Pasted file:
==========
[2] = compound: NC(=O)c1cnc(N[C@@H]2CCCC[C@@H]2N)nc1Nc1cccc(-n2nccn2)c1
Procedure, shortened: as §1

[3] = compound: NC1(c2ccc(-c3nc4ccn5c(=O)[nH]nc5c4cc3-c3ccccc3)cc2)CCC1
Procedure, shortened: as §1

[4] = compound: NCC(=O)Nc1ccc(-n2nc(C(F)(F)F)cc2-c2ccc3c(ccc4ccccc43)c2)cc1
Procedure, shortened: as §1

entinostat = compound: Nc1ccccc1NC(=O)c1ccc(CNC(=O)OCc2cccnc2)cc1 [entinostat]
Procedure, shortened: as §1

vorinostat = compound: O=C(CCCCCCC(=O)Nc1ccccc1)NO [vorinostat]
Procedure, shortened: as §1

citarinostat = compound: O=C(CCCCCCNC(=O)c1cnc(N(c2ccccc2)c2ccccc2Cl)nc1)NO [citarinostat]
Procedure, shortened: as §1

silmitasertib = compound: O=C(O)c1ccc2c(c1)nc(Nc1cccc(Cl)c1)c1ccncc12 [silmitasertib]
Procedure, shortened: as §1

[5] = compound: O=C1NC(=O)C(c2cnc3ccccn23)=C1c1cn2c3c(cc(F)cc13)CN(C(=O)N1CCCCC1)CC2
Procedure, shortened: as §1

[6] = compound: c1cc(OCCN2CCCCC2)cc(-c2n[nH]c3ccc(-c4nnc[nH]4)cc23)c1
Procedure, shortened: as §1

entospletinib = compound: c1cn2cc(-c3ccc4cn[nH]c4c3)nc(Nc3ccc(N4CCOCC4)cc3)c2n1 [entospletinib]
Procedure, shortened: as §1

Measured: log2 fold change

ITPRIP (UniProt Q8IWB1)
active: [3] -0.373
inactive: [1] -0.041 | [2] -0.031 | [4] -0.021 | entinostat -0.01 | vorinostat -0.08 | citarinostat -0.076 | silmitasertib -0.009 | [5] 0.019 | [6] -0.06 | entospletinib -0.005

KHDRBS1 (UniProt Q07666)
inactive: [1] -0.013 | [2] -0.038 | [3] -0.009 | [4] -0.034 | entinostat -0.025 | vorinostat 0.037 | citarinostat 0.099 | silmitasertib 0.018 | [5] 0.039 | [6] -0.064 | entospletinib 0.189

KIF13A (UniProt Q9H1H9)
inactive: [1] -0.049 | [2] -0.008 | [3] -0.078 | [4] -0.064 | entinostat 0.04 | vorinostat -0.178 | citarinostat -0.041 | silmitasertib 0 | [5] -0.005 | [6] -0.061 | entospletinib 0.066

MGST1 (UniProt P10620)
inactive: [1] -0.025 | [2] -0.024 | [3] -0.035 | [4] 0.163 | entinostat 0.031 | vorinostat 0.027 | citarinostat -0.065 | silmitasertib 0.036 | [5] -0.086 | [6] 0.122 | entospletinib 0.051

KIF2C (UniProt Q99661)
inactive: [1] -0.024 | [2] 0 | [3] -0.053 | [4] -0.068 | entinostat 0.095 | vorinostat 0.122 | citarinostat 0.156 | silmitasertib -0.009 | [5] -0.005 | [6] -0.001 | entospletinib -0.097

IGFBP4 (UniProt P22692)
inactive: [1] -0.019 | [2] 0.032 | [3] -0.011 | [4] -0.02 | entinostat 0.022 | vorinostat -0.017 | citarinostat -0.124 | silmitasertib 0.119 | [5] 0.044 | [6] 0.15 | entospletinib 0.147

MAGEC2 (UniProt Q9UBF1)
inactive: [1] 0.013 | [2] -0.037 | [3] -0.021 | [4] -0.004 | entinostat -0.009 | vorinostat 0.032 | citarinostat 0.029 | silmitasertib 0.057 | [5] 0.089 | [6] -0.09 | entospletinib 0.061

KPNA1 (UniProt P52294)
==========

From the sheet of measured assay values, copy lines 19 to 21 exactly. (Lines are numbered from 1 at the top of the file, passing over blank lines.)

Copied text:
entospletinib = compound: c1cn2cc(-c3ccc4cn[nH]c4c3)nc(Nc3ccc(N4CCOCC4)cc3)c2n1 [entospletinib]
Procedure, shortened: as §1

Measured: log2 fold change